For what was intended to be a lighthearted and humorous campaign, Chik-fil-A’s “Eat mor chikin” slogan is stirring up quite a bit of trouble.
Naples residents might have seen the advertisements for the chicken-centric fast food joint. Usually, they depict cows or pigs writing the slogan “eat mor chikin,” with the joke being that they are trying to discourage consumers from eating beef or pork and thus save their own skins in the process.
You might not think this funny approach to branding would result in a lawsuit, but Chick-fil-A recently sued an artist who has built up a business selling T-shirts that read “Eat More Kale,” claiming that his slogan violated their trademark. Chick-fil-A wants him to take down his website and stop selling T-shirts that say “Eat More Kale” on them. Since this man’s livelihood is making these T-shirts, this amounts to a request for him to end his career and search for some other means of support.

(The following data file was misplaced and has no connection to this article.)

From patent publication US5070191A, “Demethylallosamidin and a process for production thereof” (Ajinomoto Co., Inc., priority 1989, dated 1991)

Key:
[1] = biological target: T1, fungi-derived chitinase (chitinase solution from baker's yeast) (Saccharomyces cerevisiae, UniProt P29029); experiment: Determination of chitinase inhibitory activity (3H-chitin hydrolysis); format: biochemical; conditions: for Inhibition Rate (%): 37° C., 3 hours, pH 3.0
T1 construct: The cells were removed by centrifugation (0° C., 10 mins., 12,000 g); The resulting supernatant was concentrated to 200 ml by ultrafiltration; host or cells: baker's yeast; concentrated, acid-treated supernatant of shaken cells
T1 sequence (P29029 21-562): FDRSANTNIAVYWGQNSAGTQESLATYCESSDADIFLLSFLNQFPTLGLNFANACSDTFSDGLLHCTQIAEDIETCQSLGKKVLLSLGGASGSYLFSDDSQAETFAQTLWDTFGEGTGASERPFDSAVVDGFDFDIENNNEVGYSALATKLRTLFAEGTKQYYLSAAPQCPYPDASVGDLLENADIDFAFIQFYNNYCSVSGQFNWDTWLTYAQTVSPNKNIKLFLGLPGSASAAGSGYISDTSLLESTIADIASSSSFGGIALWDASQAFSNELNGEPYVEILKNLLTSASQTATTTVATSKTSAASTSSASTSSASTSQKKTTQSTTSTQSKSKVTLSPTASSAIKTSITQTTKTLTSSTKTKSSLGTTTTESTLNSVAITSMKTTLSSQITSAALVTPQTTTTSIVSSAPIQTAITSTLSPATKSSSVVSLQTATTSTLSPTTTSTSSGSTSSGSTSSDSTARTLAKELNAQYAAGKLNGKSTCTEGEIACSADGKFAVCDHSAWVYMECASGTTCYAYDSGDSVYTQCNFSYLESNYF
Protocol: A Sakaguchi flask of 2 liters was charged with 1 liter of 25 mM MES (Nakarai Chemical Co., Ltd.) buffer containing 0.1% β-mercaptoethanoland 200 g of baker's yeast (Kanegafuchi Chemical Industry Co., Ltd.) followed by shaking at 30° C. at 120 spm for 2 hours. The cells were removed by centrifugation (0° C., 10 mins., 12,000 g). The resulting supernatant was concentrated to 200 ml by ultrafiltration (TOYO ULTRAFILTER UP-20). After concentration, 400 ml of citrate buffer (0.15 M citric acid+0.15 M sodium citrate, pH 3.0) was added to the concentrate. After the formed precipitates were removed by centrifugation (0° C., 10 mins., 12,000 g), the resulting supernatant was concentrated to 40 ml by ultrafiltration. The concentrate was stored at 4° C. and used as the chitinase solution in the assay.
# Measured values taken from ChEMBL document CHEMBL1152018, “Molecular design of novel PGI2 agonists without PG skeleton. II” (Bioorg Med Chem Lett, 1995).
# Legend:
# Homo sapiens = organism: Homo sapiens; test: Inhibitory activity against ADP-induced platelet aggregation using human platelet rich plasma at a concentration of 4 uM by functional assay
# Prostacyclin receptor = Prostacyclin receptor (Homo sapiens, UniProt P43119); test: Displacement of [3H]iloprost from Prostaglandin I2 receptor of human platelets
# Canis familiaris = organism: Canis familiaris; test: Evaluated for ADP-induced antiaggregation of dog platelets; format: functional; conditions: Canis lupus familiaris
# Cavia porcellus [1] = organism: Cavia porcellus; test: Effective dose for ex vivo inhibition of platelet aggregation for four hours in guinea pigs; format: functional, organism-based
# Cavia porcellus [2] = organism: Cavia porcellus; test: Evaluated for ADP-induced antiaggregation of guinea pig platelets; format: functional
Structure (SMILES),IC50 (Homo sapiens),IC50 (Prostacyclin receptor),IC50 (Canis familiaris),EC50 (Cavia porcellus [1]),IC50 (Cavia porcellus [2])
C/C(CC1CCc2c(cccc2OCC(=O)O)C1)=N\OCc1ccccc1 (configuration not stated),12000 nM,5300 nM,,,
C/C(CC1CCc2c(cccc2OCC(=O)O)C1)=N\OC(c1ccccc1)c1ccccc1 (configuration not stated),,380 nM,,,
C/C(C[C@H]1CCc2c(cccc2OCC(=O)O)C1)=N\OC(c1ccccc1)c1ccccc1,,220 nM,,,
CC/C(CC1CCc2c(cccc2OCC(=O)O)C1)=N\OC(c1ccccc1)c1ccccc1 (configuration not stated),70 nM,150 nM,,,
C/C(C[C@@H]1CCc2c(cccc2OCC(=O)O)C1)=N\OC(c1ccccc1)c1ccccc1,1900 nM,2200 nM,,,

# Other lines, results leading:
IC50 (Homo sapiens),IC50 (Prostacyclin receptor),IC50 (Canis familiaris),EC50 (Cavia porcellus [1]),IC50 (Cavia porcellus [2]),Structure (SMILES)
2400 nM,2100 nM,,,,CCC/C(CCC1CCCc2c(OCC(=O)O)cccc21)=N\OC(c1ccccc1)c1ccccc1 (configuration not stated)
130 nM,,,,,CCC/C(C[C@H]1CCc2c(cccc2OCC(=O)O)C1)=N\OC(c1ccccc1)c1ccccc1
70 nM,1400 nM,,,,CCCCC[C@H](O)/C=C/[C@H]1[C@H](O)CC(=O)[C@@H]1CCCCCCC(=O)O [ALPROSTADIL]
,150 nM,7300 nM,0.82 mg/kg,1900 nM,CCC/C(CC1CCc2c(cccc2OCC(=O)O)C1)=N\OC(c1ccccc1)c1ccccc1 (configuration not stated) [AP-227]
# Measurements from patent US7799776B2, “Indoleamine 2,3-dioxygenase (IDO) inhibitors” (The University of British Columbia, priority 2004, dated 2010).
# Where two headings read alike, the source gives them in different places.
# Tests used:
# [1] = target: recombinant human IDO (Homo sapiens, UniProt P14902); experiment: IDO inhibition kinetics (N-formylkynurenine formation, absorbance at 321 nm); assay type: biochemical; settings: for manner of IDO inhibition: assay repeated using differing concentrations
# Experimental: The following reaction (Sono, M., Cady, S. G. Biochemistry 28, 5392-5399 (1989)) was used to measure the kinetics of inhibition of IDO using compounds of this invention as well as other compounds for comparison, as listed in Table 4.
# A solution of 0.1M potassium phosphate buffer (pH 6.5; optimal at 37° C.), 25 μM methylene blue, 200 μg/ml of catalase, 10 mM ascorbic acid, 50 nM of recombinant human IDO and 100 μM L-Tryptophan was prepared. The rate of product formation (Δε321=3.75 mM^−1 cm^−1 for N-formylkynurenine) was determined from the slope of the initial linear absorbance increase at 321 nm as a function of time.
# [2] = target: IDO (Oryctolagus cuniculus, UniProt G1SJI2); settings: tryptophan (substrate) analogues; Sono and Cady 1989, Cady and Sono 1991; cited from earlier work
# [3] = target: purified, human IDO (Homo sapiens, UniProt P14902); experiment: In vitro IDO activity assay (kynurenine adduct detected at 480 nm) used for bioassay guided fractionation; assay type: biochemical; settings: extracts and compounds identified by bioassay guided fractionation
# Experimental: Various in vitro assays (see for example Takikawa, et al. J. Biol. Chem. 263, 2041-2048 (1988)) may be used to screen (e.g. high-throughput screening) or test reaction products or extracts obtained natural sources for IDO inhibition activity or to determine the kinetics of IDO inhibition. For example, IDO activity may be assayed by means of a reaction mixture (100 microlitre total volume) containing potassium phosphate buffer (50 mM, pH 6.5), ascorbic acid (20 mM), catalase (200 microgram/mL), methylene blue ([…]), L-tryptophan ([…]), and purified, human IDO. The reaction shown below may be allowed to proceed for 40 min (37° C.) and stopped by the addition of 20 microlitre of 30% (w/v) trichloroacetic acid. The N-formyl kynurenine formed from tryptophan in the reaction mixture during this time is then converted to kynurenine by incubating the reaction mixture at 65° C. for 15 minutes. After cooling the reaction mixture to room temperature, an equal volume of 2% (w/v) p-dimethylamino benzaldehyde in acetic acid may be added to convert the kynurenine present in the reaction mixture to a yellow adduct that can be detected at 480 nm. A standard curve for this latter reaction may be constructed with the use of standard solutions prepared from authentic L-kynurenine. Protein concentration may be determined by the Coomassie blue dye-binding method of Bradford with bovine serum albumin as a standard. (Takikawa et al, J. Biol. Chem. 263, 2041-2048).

In a preliminary ruling, an attorney with the U.S. Patent and Trademark office concluded that there was a likelihood of confusion between the two slogans.
Naturally, the artist disagreed with this. He said he has been selling his T-shirts for 11 years and has not had a single customer tell him that his “Eat More Kale” saying reminds him or her of Chick-fil-A’s “Eat mor chikn.”
What do you think? Do you think there is enough similarity between these two that one should not be allowed to use his slogan? Or do you think they are separate enough that there really is no reason to worry that consumers will be confused?
Source: Seven Days, “Kale Imitation.” Corin Hirsch, April 4, 2012